Melinda Thompson liked the Tom & Jerry-themed checks advertised on a coupon insert in her Sunday paper, so she ordered four boxes, expecting to pay about $16.
But she missed small type advising her that the advertised price is for new customers only.
For her: $69.22.
"Imagine my dismay when I received an email stating my order has been placed and is on its way, and my total is $69.22," she wrote.
Thinking it was a mistake, she called the company's toll-free number and the friendly rep told her that it was not a mistake; the low introductory rate was for new customers only.
"She stated that in 2007 I had ordered from them," Thompson said. "I can't remember what I did even a week ago, let alone five years ago, and as such, I was charged the reorder rate, four boxes of checks for $69.22."
When Thompson tried to cancel the order, she was told it was too late because the checks had already been printed. So she vowed that as soon as the checks arrived, she'd mail them back, unopened and unused, for a full refund "as no normal, sane person is paying $69 for checks!'
That's when she came to me for advice. "Please tell me I don't have to pay $69 for checks!"
I could tell her that, but it wouldn't be true, I said. "I fear you are at the mercy of the company."
The insert states in four separate places that the prices quoted are for first-time customers only. Each is in small type and easy to overlook, but they are there. What you won't find, however, is anything that gives any indication what the price would be for a returning customer, adding to the confusion.
Thompson's plight is not so different from what many consumers face every day: terms and conditions presented in a way that only lawyers and consumers with magnifying glasses know the true cost.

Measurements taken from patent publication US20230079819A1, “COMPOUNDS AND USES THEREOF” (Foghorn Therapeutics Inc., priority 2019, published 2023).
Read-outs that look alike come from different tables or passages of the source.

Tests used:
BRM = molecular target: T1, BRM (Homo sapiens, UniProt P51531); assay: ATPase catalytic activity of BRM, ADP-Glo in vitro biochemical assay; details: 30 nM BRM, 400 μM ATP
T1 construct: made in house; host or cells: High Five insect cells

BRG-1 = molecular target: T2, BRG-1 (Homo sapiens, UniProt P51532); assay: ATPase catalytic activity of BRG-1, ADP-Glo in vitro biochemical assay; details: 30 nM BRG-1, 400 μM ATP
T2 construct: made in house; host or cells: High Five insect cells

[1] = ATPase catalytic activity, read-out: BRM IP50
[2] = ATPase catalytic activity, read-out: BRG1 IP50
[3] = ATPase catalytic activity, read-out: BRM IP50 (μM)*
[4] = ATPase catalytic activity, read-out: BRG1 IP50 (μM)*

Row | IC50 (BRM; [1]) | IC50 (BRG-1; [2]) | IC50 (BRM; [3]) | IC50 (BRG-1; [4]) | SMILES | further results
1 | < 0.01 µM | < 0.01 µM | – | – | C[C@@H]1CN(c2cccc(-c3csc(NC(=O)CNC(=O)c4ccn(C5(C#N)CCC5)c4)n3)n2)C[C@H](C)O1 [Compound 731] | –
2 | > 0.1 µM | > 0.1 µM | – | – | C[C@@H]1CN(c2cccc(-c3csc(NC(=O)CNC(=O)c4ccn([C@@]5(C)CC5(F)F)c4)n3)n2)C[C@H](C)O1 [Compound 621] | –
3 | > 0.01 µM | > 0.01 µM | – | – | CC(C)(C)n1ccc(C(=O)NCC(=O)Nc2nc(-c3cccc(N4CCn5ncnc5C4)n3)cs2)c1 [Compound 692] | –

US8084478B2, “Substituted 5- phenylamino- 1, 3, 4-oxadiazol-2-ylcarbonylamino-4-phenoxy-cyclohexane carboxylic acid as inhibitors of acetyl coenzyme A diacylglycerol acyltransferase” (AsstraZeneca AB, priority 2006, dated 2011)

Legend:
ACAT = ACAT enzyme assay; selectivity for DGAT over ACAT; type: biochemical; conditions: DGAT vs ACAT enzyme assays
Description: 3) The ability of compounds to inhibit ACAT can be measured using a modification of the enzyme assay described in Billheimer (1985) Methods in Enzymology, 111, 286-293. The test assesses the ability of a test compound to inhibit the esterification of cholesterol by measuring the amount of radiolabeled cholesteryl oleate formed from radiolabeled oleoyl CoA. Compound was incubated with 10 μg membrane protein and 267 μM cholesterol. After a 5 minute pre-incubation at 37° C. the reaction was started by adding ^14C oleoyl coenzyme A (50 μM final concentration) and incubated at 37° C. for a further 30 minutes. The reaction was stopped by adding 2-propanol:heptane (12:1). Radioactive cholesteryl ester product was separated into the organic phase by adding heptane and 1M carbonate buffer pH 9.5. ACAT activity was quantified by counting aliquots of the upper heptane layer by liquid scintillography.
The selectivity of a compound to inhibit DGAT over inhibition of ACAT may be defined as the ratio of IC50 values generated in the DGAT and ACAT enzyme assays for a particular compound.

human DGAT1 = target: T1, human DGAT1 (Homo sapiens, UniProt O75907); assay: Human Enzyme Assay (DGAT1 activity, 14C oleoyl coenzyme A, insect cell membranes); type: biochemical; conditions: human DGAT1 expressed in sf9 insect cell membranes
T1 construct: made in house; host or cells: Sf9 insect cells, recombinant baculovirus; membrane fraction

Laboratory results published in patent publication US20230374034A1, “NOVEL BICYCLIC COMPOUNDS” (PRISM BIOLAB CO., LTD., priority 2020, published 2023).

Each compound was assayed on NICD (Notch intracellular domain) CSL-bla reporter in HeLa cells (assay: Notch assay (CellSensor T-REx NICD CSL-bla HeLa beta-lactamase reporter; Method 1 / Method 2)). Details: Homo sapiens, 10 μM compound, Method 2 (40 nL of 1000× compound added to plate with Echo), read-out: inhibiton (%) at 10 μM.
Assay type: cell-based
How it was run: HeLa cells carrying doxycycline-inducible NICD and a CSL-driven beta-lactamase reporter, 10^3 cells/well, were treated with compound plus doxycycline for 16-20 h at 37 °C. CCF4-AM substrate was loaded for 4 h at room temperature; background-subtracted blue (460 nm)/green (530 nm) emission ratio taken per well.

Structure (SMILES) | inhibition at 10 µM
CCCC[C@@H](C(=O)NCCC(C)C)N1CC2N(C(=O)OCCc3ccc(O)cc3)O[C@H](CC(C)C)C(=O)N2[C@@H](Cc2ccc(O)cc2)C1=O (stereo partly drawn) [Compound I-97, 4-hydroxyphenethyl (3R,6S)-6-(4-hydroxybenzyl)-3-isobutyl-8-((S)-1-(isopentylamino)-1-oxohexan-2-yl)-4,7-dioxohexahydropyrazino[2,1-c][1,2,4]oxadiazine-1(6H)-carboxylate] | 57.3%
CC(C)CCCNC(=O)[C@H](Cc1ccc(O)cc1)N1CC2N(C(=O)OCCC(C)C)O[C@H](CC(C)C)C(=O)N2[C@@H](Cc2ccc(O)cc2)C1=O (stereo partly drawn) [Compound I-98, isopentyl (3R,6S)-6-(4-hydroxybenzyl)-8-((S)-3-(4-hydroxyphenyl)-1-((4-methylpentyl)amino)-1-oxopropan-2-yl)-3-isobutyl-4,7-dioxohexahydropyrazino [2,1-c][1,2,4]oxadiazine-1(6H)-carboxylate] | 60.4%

Whether the pitch comes in a circular, newspaper insert or online ad, a consumer often has to follow the asterisk trail or search the fine print to know if the deal is really as good as it first seems.
We see that often in retail ads. "Everything on sale" the large type proclaims, but tiny type lists all sorts of exclusions. Or auto ads that quote a great price in large type, but small print says it applies only to recent college graduates.
And until January, when new U.S. Department of Transportation rules took effect, requiring airlines to include taxes and to display add-on fees for such things as checked bags, extra legroom and seat assignments, passengers had to search through the small print to figure out the real cost.
Thompson's problem went beyond small print. She ordered her checks by mail, and didn't discover the higher price until the order had been processed. Had she made the purchase online or by phone, she would have been told what the price would be, giving her the opportunity to cancel.
Even though she would have to pay four times the quoted price, once the order went through, the onus was on her to get it reduced.
This is not to be confused with your rights when you are sent merchandise that you did not order -- including those address labels and calendars that are so popular with nonprofits. With them, you have no obligation to pay for it or even to return it. But that is not the case here; Thompson placed the order.
Fortunately for Thompson, the company relented after she sent the checks back unopened "along with a scathing -- though still polite -- letter." She didn't hear back from the company, but a week later, the $16.50 had been credited to her bank account.
"Next time, I'll know better," she said.